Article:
Many manufacturers are turning to robotics to enhance their operations. Robots can often execute manufacturing and logistical tasks more accurately than manual methods. Labor shortages are another reason an increasing number of companies are turning to robotics. Many manufacturers have found that robots often don’t replace manual laborers; automation enables people to get more done. Robots also handle hazardous tasks, keeping the workplace safer for employees.

The main hurdle to automation is knowing where to begin. It’s critical to identify the scope of your operation and narrow down the opportunities, then prioritize the potential gains of each.

Initial Questions to Ask

When assessing where to begin with automation, your team should discuss the key aspects of your current process and workload, and answer the following questions:

Bottlenecks are an essential consideration when assessing whether to invest in robotics and artificial intelligence (AI). For example, what are the tasks that take the longest amount of time? Could technology reduce that time?

Another crucial aspect is the nature of the job to be done. Is the task highly repetitive? If so, it is probably a good prospect for robotic automation. On the other hand, if the task is different every time, then a robot may not be a good fit and could be more costly to implement. However, AI could still assist people in getting even these kinds of jobs done more efficiently.

As is always the case when making any business decision, the critical question of cost effectiveness must be answered. When does it make sense to invest in automation from an economic standpoint?

Many manufacturers have found that robots often don’t replace manual laborers; automation enables people to get more done.

Processes to Consider First

Evaluate your shop’s entire process and capabilities to identify areas that can benefit from automation. For example:

Infeed: One of the most overlooked areas of automation is material infeed, which generally includes a repetitive and low-variation process to bring materials and components to the work area. Typically, being a low-variation task, this area is where automation can be highly efficient and cost effective. The infeed process can often be the fastest path to tangible production increases.

Quality Control: Vision robots are armed with industrial cameras to provide exceptional flexibility in a variable environment. In moldmaking, inspecting mold components and parts tends to be a highly tedious and repetitive task. Its importance, however, cannot be ignored. Many vision technologies and solutions exist in the market today, which are more than capable of performing quality inspections, which enhance the working environment and increase product quality levels.

Machine Tending: CNC machines are an effective area to integrate machine-tending robots capable of handling the loading and unloading of parts on and off the machine.

Benefits and Limitations to Evaluate

Shops sometimes invest in a robot, thinking it will be like a CNC machine. This is not true. Each has its advantages and disadvantages.


Cost — A modern articulated robot arm can be considerably less expensive than most CNC machines.

Flexibility — A robot arm can handle various geometries and make more complex shapes than most CNC machines. In general, a robot milling arm significantly increases the flexibility of milling.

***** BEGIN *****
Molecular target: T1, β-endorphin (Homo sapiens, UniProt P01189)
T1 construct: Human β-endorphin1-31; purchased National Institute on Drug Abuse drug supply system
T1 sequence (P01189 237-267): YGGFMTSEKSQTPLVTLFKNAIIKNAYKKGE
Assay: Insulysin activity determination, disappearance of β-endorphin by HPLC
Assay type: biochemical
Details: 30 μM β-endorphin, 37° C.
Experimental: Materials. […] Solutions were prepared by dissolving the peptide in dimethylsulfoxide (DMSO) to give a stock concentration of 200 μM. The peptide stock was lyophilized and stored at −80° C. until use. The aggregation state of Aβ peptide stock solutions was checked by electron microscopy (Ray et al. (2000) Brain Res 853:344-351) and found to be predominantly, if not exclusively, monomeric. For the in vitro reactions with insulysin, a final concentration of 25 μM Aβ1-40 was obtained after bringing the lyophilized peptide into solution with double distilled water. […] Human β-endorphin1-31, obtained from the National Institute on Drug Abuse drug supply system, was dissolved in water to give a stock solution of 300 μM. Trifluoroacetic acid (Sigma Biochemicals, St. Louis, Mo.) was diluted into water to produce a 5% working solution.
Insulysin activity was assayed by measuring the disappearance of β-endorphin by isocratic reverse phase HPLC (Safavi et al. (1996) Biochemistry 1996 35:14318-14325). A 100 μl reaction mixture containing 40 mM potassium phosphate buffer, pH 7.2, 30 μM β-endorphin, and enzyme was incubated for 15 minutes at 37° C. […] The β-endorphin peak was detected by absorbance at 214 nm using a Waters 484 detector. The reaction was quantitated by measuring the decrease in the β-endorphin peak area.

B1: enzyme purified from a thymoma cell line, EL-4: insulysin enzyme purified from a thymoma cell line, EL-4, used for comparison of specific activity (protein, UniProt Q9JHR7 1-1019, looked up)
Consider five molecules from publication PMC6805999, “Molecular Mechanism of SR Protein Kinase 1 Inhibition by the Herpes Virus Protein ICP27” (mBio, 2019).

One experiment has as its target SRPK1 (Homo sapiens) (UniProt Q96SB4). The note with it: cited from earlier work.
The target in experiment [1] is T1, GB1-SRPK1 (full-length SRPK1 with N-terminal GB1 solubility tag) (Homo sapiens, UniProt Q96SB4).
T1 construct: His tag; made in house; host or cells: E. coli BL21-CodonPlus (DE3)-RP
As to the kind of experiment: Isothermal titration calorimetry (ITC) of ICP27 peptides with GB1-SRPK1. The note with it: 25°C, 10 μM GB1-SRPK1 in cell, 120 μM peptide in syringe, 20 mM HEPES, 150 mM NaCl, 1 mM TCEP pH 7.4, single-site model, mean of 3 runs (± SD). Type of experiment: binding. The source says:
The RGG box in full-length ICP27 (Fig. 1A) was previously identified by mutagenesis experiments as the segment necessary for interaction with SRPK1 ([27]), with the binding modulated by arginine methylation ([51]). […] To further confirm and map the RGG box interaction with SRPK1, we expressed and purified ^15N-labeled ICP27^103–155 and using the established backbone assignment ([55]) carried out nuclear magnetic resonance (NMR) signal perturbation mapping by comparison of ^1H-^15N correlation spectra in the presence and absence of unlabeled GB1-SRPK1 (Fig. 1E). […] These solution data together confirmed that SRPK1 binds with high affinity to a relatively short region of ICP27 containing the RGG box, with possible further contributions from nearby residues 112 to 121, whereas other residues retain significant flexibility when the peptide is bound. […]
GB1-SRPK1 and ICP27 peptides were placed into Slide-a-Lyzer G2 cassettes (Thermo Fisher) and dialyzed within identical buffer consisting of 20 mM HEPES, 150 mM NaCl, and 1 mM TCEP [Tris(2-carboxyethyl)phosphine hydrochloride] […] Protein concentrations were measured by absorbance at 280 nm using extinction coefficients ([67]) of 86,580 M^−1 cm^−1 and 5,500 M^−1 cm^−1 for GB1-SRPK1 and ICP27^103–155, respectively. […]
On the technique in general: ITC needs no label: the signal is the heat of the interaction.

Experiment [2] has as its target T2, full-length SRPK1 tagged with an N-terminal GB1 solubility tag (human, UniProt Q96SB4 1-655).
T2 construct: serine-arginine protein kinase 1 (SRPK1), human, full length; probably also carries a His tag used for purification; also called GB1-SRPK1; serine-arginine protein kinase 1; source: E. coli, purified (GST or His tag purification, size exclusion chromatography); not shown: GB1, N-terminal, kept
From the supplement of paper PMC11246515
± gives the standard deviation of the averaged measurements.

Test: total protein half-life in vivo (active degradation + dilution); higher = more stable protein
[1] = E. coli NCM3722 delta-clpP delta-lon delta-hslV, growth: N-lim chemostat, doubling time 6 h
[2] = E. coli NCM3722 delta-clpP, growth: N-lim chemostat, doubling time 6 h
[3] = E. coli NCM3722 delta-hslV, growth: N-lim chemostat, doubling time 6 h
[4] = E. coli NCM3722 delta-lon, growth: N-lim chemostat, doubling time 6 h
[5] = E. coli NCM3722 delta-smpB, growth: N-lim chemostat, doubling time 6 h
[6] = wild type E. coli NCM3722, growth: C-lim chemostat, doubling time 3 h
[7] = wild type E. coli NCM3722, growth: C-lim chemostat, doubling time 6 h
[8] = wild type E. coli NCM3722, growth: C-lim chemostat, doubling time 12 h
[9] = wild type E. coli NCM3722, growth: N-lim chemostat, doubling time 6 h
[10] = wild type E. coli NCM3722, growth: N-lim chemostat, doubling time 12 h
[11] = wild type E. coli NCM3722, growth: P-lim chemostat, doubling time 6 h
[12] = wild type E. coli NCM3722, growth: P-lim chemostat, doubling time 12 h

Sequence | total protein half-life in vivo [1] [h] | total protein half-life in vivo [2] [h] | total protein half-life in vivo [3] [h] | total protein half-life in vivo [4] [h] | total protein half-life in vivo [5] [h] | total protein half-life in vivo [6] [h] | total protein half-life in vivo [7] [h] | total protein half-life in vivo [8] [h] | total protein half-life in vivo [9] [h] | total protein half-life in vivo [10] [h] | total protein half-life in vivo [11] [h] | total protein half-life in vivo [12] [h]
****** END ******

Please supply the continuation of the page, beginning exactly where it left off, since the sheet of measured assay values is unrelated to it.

Floor space — A robot arm typically takes up less floor space than a CNC machine.

Cuts from below — The articulated robot arm can reach underneath a workpiece and make cuts from below, which is impossible for a CNC machine to do.


Precision — An articulated robot arm cannot compete with a CNC milling machine in accuracy and precision. CNC machines are usually more accurate than robots, with tolerances that go down to fractions of a micron. Robot arms can typically achieve accuracies in the hundreds of microns.

Stiffness — CNC machines usually have very high degrees of stiffness in three axes. However, the stiffness of the robot arm will vary. And it’s possible to have higher stiffness in one axis than another with a robot.

Ability to work with very hard materials — Hardened steel is needed for molds that last a million shots. However, because the robot arm has less stiffness, it can’t handle materials that are as hard as CNC machines can.

Meanwhile, buying an articulated robot arm can do much more than milling. Other tasks in your operation may be suitable for a robot arm to perform. For example, the arm could be used for sanding, painting, picking and placing, palletizing and more.

Buying Options to Review

The need for automation technology continues to grow and the options for small-, medium- and large-sized businesses have increased. However, the initial investment is often a valid concern and has been a significant barrier to entry to robotics for many shops. The common misconception is that it must be implemented as the newest and most top-of-the-line technology. On the contrary, the benefit of automation becoming a widespread part of many manufacturing processes is that a large secondary market for quality robot solutions drives down prices.

Also, in the case of infeed and end-of-line solutions, a vast selection of standardized options can help. Finally, to alleviate the sticker shock of purchasing a new robot solution, look for robot leasing programs that can break down the cost of a robot into extremely manageable monthly payments.